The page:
Remarks: Kīlauea Volcano’s East Rift Zone eruption began in January 1983 with high lava fountains that built a cinder-and-spatter cone, later named Pu‘u ‘Ō‘ō. Subsequent activity included continuous lava effusion from vents on Pu‘u ‘Ō‘ō or within a few kilometers (miles) east or west of Pu‘u ‘Ō‘ō. Most of the lava flows erupted from these vents have advanced down the south flank of Kīlauea, often reaching the ocean.

A new vent that opened on the northeast flank of Puʻu ʻŌʻō on June 27, 2014, sent a lava flow (informally called the June 27th flow) 20 km (12.4 miles) to the northeast and into Pāhoa, a town in the Puna District of the Island of Hawai‘i. This lava flow persisted until early March 2015, when all activity near Pāhoa ceased.

On May 24, 2016, the opening of a new vent on the east flank of Puʻu ʻŌʻō led to the demise of the June 27th vent and flow, and sent a new lava flow (61g flow) south-southeast toward the ocean. The flow advanced about 10 km (6.2 miles), reaching the ocean on July 26, 2016. Lava stopped flowing into the ocean in early November 2017, after which surface flows have progressively retreated to near-vent areas above the Pulama pali.

Source : HVO

Photos : Bruce Omori , HVO.


Chiles / Cerro Negro , Chile :

Subject: Activity bulletin of Chiles and Cerro Negro volcanoes

The level of activity of volcanoes is maintained at the level:

Following the activity of VOLCANS CHILES and CERRO NEGRO, the COLOMBIAN GEOLOGICAL SERVICE (SGC) reports that:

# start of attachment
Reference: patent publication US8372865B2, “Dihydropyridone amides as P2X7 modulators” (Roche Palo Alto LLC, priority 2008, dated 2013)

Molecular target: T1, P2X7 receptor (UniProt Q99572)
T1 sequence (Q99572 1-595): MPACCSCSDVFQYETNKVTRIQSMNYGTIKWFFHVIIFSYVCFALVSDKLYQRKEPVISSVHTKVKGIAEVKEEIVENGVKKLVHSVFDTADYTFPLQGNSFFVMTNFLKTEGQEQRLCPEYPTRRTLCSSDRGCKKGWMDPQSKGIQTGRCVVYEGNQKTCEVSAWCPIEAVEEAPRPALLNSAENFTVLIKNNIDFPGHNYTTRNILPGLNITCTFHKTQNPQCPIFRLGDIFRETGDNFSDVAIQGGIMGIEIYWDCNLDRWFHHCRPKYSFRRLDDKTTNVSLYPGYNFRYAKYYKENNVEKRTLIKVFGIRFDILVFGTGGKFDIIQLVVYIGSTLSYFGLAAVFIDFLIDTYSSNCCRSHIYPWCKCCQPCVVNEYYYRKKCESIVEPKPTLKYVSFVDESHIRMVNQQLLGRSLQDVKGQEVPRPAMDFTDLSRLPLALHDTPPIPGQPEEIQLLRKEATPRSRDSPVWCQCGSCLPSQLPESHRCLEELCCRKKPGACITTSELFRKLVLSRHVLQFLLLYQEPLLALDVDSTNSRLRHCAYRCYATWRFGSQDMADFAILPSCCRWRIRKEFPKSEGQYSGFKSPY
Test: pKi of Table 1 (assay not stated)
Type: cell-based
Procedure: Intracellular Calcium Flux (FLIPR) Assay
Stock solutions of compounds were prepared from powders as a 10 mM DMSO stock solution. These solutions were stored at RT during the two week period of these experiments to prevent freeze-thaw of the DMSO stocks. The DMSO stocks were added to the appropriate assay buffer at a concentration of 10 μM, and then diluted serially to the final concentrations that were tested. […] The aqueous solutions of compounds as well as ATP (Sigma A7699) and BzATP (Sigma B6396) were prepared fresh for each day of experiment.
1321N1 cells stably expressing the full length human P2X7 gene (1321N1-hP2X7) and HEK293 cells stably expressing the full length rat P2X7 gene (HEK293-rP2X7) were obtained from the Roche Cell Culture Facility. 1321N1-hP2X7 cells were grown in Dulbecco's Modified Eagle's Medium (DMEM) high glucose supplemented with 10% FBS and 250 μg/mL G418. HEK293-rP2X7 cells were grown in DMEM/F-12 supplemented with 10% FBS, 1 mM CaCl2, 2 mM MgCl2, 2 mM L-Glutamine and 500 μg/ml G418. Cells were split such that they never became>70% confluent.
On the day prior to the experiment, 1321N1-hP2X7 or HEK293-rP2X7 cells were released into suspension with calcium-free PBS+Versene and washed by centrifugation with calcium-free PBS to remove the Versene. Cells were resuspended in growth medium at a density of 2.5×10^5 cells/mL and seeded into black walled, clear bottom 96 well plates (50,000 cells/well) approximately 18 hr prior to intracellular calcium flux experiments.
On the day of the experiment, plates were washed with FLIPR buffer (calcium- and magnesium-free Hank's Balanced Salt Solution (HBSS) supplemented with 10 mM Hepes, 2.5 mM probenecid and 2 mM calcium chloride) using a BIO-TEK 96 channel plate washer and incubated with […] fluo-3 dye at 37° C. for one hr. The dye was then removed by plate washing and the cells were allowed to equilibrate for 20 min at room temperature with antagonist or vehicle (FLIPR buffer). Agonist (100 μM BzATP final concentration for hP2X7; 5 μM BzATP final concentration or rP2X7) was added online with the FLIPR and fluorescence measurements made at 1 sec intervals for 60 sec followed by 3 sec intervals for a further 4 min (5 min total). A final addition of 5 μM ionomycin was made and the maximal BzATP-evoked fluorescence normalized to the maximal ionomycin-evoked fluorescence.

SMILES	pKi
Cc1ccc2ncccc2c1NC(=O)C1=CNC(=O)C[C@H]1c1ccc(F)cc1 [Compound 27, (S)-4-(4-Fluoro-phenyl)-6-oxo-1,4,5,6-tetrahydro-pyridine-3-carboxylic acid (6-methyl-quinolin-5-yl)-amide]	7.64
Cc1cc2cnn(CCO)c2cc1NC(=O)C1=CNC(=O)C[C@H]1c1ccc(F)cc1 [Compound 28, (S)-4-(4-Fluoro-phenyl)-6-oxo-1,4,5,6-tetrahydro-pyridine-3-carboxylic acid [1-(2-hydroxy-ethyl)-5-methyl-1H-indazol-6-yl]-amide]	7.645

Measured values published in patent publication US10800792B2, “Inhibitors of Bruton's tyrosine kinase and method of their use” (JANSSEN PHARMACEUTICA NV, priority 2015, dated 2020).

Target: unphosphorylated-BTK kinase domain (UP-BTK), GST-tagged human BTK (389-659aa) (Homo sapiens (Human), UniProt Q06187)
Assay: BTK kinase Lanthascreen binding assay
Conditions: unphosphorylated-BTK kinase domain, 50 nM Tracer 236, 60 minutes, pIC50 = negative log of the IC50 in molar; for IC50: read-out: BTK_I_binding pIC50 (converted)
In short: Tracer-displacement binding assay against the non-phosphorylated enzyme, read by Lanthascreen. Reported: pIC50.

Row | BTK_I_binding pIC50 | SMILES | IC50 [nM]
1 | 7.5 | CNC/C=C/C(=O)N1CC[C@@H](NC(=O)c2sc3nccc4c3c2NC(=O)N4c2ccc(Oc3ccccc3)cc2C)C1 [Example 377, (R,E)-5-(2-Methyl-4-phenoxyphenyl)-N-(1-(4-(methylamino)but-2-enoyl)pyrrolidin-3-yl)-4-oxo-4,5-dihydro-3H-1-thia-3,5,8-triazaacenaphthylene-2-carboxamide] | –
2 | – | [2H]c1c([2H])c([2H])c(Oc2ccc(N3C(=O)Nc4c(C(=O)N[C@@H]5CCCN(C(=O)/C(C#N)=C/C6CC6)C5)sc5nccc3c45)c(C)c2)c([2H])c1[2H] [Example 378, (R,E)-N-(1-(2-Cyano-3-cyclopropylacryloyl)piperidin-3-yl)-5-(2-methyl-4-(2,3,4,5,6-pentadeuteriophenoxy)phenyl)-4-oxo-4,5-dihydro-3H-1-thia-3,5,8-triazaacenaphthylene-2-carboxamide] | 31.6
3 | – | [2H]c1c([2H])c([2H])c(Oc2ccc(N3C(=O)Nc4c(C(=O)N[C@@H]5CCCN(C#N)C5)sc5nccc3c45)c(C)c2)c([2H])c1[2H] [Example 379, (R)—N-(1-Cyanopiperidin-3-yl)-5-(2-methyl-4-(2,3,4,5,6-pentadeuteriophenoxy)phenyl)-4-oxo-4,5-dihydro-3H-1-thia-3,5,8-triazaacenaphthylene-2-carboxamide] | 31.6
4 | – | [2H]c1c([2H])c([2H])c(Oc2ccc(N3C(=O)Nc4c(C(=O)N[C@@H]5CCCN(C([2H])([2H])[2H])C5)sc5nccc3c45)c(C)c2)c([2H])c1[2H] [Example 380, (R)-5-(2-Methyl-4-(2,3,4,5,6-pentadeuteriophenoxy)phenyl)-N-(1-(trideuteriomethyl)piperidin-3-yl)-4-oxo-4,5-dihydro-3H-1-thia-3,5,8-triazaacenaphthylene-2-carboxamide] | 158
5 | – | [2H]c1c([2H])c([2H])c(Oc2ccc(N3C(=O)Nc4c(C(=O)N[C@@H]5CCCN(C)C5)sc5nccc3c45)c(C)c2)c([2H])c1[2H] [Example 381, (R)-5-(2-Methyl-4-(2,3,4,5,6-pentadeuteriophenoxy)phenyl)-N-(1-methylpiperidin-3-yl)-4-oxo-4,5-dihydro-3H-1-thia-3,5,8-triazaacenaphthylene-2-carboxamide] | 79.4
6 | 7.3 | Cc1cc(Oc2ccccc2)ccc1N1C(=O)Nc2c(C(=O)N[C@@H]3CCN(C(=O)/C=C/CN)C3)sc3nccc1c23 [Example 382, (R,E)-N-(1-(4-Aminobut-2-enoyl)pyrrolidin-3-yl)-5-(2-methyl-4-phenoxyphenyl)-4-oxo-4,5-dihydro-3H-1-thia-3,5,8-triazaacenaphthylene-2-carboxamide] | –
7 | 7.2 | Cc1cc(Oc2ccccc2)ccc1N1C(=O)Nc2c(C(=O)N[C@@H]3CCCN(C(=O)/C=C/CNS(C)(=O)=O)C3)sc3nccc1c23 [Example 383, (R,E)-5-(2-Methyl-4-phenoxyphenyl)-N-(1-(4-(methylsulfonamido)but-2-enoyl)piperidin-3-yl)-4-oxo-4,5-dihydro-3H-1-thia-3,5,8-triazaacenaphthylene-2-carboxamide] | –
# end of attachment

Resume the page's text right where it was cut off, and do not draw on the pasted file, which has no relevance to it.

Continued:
For the period from 10 to 16 April 2018, seismicity in the Chiles – Cerro Negro volcanoes region maintained similar levels of occurrence to those recorded the previous week, with the predominance of events associated with fracturing processes of cortical material . As of April 10, the daily average is 220 earthquakes, most of them having magnitudes less than 1.5 on the Richter scale. The earthquake of magnitude M2.9 recorded on April 15 at 3:32 pm, 5.2 km southwest of the volcano was then reported as felt by residents of the community of Chiles, in the municipality of Cumbal.

It is pointed out that the occasional recording of earthquakes which are related to the movements of fluids within the volcanic system continues, without the presence of surface manifestations so far.

The COLOMBIAN GEOLOGICAL SERVICE and the GEOPHYSICAL INSTITUTE OF THE NATIONAL POLICY SCHOOL OF ECUADOR closely monitor the evolution of this seismic activity and the volcanic phenomenon and will inform timely changes detected.

Source : SGC


Kanlaon , Philippines :


Kanlaon Volcano’s seismic monitoring network recorded two (2) volcanic earthquakes during the past 24 hours. Moderate to voluminous emission of white to dirty white steam-laden plumes that rose 1200 meters from the summit before drifting northwest to northeast was observed. Ground deformation data from continuous GPS measurements indicate a more pronounced inflation of the edifice since December 2015, signifying pressurization deep beneath the edifice. Sulfur dioxide (SO2) emission was measured at an average of 1589 tonnes/day on 17 April 2018.

Alert Level 2 status prevails over Kanlaon Volcano, which means that the volcano is undergoing a moderate level of unrest due to probable intrusion of magma at depth that may or may not lead to a magmatic eruption. The local government units and the public are strictly reminded that entry into the 4-kilometer radius Permanent Danger Zone (PDZ) is strictly prohibited due to the further possibilities of sudden and hazardous steam-driven or phreatic eruptions. Civil aviation authorities must also advise pilots to avoid flying close to the volcano’s summit as ejecta from any sudden phreatic eruption can be hazardous to aircraft.

DOST-PHIVOLCS is closely monitoring Kanlaon Volcano’s activity and any new development will be relayed to all concerned.

Source : Phivolcs